One of the habits of many investors in a losing position is searching on the Internet for reasons why their position is still a good stock to own. I find this trait in investors and traders alike.
I have little doubt that there are many Apple investors that have held their shares much longer than they had originally planned to hold, waiting to "get even." If you want to learn more about Behavioral Finance and why you make the investing decisions you do, I suggest you get a copy of a brilliant book titled Behavioral Finance: Understanding the Social, Cognitive and Economic Debates from Wiley Finance, written by Edwin Burton and Sunit Shah. That's as good of a place to understand your money and your mind as any.
I have written previous articles with a focus on behavioral finance, but in this article we are going to focus on Apple, and why I'm not backing away from my optimistic stance. My friend and fellow TheStreet contributor Richard Saintvilus wrote an amusingly titled article I'm Holding Apple Under $400 (and I'm so Ashamed)I like the way Saintvilus points out the differences between Apple, Microsoft (MSFT - Get Report), Dell (DELL - Get Report) and Texas Instruments (TXN - Get Report). Based on profitability, free cash flow and stability, Apple is the best value stock among them.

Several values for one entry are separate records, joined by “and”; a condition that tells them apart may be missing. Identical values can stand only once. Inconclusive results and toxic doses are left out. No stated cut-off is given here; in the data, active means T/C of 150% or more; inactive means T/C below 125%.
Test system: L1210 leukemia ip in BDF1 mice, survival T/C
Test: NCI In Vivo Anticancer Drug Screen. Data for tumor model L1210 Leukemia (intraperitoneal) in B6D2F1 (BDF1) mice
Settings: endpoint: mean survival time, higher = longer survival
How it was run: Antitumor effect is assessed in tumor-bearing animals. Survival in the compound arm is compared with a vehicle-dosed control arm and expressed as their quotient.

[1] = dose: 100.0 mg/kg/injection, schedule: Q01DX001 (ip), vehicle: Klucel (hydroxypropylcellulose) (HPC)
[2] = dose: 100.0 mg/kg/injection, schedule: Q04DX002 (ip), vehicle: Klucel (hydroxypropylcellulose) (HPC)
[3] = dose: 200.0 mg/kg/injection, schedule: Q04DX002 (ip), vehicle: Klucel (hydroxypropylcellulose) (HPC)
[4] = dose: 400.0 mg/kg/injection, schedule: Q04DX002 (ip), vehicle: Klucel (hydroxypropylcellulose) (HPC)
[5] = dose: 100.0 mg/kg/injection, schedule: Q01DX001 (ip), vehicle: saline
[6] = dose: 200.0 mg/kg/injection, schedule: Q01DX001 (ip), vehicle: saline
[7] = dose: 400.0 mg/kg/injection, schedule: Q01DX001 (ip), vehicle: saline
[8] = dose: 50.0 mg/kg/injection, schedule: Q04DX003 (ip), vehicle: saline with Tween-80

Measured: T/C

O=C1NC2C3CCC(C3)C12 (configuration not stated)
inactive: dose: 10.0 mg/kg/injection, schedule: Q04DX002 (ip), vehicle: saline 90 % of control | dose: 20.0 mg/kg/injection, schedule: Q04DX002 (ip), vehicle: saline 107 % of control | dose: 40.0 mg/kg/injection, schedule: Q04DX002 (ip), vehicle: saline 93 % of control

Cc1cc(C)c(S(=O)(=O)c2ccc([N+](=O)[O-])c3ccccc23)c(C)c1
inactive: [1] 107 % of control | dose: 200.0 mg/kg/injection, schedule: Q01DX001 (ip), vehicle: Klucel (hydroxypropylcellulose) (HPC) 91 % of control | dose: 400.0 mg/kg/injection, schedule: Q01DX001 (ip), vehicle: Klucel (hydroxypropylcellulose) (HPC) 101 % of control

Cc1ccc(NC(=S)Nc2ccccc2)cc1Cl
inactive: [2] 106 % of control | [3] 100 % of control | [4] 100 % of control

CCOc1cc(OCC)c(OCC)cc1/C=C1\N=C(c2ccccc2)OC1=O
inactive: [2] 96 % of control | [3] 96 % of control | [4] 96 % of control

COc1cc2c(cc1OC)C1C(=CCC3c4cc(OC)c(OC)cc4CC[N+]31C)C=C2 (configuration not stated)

Best value is another way of saying dirt cheap and Apple shareholders are clearly tired of owning an ever increasingly dirt cheap stock. Tim Cook finger-pointing and disappointment are the hallmarks of many Apple articles. TheStreet's Rocco Pendola wrote an article that sums up his opinion of Cook's performance as CEO If Apple Bought Twitter It Would Ruin It. I will admit I laughed when I read the title, but I also consider Pendola a friend and laughing was more about Pendola's writing creativity than believing it was true. Pendola's exceptional creativity aside, Pendola has made it crystal clear he isn't Tim Cook's fan club president. However, Pendola should give credit where credit is due. Apple is not running into the ground; it recently reported one more in a long run of record earnings.
By my last count, Apple sold $54.5 billion worth of goods in the fourth quarter of 2012 while managing to keep $13 billion in its pocket. If that is considered running Apple into the ground, I welcome Tim Cook to take over my household and run my family into the ground at his earliest convenience. I understand Saintvilus' response of despair. I can think of many more pleasant topics of conversation with friends and peers other than a stock holding that I'm underwater in. Everyone is an "expert" on Apple's stock and the direction the stock has already made. I'm sure Saintvilus has received his fair share of "experts" telling him why he should have sold at the "obvious exit price" of $705, but I am equally sure Saintvilus has learned to tune most of it out. I, on the other hand, maintain a bullish opinion of Apple, but typically don't own it. As an active trader, I usually don't position into stocks over $100. My edge diminishes as the price increases much beyond $100 per share. I rely on price movement to gain an advantage, and stocks over $100 don't have the same characteristics as stocks under $60.